Isn’t the language of the Phaedo generally that of approximation to an ideal? Socrates regards the philosophical life as a successive purification; he says that souls differ in how 'corporeal' they are; he describes a philosopher as someone who lives 'as much as possible' detached from the body. You can't become more purified, less corporeal, or more detached, if you weren't less so earlier.
Moreover, the entire scheme of reincarnation seems to presuppose variation in degree of virtue. To be sure, true philosophers are set apart: they’ve attained the ideal and, upon death, manage to escape cycles of reincarnation and become united with the gods. But everyone else becomes reincarnated within a hierarchy of animals, depending, it seems, upon the goodness of their lives. What could determine ranking here, except approximation to virtue and thus (in some sense) degree of virtue? If all non-philosophers were not virtuous and had only shadow virtues, how could they be ranked?
This question becomes pointed if we consider Phaedo 113d, precisely where Socrates describes judgment in the afterlife for 'average' (me/swj) people:
When the dead arrive at the place to which each has been led by his guardian spirit, they are first judged as to whether they have led a good and pious life. Those who have lived an average life make their way to the Acheron and embark upon such vessels as there are for them and proceed to the lake. There they dwell and are purified by penalties for any wrongdoing they may have committed; they are also suitably rewarded for their good deeds as each deserves (Grube).
e)peida\n a)fi/kwntai oi( teteleuthko/tej ei)j to\n to/pon oi(= o( dai/mwn e(/kaston komi/zei, prw=ton me\n diedika/santo oi(/ te kalw=j kai\ o(si/wj biw/santej kai\ oi( mh/. kai\ oi(\ me\n a)\n do/cwsi me/swj bebiwke/nai, poreuqe/ntej e)pi\ to\n )Axe/ronta, a)naba/ntej a(\ dh\ au)toi=j o)xh/mata/ e)stin, e)pi\ tou/twn a)fiknou=ntai ei)j th\n li/mnhn, kai\ e)kei= oi)kou=si/ te kai\ kaqairo/menoi tw=n te a)dikhma/twn dido/ntej di/kaj a)polu/ontai, ei)/ ti/j ti h)di/khken, tw=n te eu)ergesiw=n tima\j fe/rontai kata\ th\n a)ci/an e(/kastoj:
It’s the ‘being suitably rewarded’ which suggests degree of virtue. If non-philosophers were entirely non-virtuous, because they lacked the requisite perception of the Forms, then how could they do meritorious good deeds at all? (Rowe in his commentary says that the passage seems to suggest ‘some kind of hierarchy’ among the inhabitants of Hades, that is, degrees of virtue.)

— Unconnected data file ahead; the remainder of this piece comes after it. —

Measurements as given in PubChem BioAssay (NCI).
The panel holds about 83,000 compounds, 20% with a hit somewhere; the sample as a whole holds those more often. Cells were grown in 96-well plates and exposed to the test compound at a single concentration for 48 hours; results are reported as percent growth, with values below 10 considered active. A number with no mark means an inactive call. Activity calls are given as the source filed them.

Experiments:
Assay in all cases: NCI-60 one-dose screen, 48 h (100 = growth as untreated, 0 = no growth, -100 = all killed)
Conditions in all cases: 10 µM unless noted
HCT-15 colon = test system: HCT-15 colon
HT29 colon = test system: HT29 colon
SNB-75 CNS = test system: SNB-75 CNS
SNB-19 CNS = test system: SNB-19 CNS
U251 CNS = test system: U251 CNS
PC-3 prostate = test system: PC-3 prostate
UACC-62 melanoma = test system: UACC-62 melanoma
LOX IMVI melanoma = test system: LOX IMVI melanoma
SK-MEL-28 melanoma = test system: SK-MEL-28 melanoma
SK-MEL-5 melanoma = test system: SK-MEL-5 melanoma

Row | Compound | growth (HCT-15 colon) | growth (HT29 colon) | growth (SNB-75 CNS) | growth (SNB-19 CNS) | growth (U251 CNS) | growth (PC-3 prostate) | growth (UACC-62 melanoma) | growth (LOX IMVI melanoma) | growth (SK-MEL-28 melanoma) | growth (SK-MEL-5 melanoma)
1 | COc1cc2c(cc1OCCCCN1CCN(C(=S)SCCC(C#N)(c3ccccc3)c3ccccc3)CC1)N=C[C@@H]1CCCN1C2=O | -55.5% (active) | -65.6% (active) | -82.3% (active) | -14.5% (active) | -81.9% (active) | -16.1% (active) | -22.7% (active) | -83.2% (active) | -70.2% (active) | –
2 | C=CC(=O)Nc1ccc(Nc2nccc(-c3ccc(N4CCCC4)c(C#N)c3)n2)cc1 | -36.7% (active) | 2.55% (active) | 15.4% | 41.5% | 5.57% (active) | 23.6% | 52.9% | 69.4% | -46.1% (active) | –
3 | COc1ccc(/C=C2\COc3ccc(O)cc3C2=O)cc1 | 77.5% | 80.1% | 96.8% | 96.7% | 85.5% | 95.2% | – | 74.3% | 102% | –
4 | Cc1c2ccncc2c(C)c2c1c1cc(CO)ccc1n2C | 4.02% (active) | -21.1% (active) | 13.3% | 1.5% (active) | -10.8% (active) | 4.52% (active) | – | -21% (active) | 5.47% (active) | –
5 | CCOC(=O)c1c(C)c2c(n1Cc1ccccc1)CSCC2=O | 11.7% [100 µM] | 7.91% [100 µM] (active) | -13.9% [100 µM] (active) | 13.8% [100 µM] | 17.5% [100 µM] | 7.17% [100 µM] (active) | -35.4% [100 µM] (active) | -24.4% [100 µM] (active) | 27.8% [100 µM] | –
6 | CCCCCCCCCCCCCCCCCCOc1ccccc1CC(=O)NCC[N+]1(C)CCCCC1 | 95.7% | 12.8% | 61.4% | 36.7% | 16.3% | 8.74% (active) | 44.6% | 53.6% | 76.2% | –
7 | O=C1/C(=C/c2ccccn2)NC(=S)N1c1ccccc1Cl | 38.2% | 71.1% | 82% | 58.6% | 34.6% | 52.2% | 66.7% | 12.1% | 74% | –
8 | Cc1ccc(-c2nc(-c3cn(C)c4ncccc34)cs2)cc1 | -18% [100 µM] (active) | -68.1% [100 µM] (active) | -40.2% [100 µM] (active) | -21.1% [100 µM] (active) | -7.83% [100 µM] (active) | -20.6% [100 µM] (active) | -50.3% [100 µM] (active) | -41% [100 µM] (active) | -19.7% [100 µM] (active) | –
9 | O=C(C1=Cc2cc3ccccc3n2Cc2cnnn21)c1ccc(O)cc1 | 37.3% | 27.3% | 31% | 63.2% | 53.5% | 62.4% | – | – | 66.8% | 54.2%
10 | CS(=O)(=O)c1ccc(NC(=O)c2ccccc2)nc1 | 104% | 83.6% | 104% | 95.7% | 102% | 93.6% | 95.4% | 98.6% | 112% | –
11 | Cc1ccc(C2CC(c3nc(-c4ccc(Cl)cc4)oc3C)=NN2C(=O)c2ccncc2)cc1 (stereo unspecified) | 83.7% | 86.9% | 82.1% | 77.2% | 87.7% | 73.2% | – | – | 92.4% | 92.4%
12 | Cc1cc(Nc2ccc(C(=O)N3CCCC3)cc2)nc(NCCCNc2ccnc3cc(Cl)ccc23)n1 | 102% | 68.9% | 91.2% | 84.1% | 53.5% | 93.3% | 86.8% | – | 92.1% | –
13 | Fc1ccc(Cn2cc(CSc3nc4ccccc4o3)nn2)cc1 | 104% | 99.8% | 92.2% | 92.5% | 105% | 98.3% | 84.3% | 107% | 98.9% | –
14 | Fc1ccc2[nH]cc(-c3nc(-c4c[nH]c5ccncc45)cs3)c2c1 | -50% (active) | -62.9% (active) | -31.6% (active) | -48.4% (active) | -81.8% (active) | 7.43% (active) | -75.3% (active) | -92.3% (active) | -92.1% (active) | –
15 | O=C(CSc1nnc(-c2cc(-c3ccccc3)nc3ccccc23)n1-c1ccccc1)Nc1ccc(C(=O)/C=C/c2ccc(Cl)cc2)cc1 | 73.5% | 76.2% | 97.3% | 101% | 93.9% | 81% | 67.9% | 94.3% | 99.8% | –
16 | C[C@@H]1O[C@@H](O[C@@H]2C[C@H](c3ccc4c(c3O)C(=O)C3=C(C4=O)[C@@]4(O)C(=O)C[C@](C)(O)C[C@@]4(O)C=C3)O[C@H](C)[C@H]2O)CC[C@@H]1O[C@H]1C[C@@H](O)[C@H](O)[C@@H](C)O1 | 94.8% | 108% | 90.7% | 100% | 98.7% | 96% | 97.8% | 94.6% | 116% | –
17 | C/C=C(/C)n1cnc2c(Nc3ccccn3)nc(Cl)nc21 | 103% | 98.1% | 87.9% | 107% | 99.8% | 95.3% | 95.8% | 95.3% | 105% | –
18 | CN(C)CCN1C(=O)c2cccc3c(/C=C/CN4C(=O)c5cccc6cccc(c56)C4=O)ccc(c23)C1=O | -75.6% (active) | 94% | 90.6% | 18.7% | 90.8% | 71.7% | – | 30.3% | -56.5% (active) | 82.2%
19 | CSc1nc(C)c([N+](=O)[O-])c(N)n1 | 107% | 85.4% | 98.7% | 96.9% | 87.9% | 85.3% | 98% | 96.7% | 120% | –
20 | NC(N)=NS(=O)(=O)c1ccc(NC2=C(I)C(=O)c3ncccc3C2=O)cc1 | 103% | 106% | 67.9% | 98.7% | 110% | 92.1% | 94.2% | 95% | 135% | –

A similar problem is raised by Plato’s saying next (113e2) that especially bad people are given special punishments because of ‘the enormity of their crimes’ (dia\ ta\ mege/qh tw=n a(marthma/twn). If all non-philosophers were not virtuous, because all of them lack the requisite perception of the Forms, then it’s hard to see how some of them could be especially bad.
The relevance of this is the following. If Plato in the Phaedo thinks that only philosophers can be virtuous in a strict sense, but others can have various degrees of virtue, in some looser sense, then he could easily hold that strict virtue alone is important for 'salvation' (the topic of the Phaedo), but that virtue in some approximating sense, too, is important for political theory.
It’s in the spirit of Dissoi Blogoi to counterpose arguments on a question. So in a subsequent post I’ll give Bobonich’s arguments against this, that the difference between virtue and non-virtue in the Phaedo is indeed all-or-nothing.
(Btw, Phaedo 113d-e is not discussed in Plato's Utopia Recast, although the book does comment on other eschatological passages in the dialogue.)